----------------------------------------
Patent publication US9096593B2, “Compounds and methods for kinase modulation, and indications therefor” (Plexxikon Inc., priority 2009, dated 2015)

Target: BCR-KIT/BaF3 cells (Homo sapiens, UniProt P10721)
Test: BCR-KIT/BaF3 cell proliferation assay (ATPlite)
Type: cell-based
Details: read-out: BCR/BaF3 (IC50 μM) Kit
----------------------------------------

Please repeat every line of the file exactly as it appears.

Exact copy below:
Patent publication US9096593B2, “Compounds and methods for kinase modulation, and indications therefor” (Plexxikon Inc., priority 2009, dated 2015)

Target: BCR-KIT/BaF3 cells (Homo sapiens, UniProt P10721)
Test: BCR-KIT/BaF3 cell proliferation assay (ATPlite)
Type: cell-based
Details: read-out: BCR/BaF3 (IC50 μM) Kit